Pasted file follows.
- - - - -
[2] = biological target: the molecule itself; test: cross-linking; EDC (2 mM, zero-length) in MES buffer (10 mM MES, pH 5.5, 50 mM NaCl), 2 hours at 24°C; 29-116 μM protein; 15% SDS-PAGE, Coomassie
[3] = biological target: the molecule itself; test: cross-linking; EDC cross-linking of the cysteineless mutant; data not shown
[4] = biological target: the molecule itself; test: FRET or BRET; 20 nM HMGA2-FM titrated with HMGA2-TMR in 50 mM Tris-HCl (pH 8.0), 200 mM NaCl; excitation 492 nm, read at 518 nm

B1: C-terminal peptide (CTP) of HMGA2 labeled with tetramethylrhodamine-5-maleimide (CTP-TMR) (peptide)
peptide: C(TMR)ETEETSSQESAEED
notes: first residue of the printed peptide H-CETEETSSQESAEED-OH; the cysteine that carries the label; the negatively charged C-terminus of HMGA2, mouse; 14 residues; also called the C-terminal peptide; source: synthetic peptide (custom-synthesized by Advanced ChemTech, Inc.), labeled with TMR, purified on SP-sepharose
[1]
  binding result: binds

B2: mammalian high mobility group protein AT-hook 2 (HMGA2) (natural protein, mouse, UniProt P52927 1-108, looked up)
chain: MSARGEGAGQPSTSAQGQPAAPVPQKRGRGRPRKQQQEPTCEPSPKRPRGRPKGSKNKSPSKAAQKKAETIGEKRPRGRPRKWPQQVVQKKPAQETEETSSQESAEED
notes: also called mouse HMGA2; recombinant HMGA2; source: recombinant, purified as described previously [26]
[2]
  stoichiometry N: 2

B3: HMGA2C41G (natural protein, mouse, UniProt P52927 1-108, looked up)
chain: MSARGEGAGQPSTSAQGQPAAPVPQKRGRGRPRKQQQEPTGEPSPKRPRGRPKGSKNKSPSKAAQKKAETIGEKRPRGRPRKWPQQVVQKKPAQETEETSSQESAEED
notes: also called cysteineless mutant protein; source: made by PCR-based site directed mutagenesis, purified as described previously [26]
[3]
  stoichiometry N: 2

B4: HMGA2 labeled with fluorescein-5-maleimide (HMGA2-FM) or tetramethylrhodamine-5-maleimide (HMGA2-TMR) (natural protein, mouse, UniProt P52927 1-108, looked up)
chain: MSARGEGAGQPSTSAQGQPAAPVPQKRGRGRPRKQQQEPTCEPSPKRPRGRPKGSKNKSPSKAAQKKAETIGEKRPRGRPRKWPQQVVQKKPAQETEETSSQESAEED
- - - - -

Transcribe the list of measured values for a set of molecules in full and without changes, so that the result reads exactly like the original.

[2] = biological target: the molecule itself; test: cross-linking; EDC (2 mM, zero-length) in MES buffer (10 mM MES, pH 5.5, 50 mM NaCl), 2 hours at 24°C; 29-116 μM protein; 15% SDS-PAGE, Coomassie
[3] = biological target: the molecule itself; test: cross-linking; EDC cross-linking of the cysteineless mutant; data not shown
[4] = biological target: the molecule itself; test: FRET or BRET; 20 nM HMGA2-FM titrated with HMGA2-TMR in 50 mM Tris-HCl (pH 8.0), 200 mM NaCl; excitation 492 nm, read at 518 nm

B1: C-terminal peptide (CTP) of HMGA2 labeled with tetramethylrhodamine-5-maleimide (CTP-TMR) (peptide)
peptide: C(TMR)ETEETSSQESAEED
notes: first residue of the printed peptide H-CETEETSSQESAEED-OH; the cysteine that carries the label; the negatively charged C-terminus of HMGA2, mouse; 14 residues; also called the C-terminal peptide; source: synthetic peptide (custom-synthesized by Advanced ChemTech, Inc.), labeled with TMR, purified on SP-sepharose
[1]
  binding result: binds

B2: mammalian high mobility group protein AT-hook 2 (HMGA2) (natural protein, mouse, UniProt P52927 1-108, looked up)
chain: MSARGEGAGQPSTSAQGQPAAPVPQKRGRGRPRKQQQEPTCEPSPKRPRGRPKGSKNKSPSKAAQKKAETIGEKRPRGRPRKWPQQVVQKKPAQETEETSSQESAEED
notes: also called mouse HMGA2; recombinant HMGA2; source: recombinant, purified as described previously [26]
[2]
  stoichiometry N: 2

B3: HMGA2C41G (natural protein, mouse, UniProt P52927 1-108, looked up)
chain: MSARGEGAGQPSTSAQGQPAAPVPQKRGRGRPRKQQQEPTGEPSPKRPRGRPKGSKNKSPSKAAQKKAETIGEKRPRGRPRKWPQQVVQKKPAQETEETSSQESAEED
notes: also called cysteineless mutant protein; source: made by PCR-based site directed mutagenesis, purified as described previously [26]
[3]
  stoichiometry N: 2

B4: HMGA2 labeled with fluorescein-5-maleimide (HMGA2-FM) or tetramethylrhodamine-5-maleimide (HMGA2-TMR) (natural protein, mouse, UniProt P52927 1-108, looked up)
chain: MSARGEGAGQPSTSAQGQPAAPVPQKRGRGRPRKQQQEPTCEPSPKRPRGRPKGSKNKSPSKAAQKKAETIGEKRPRGRPRKWPQQVVQKKPAQETEETSSQESAEED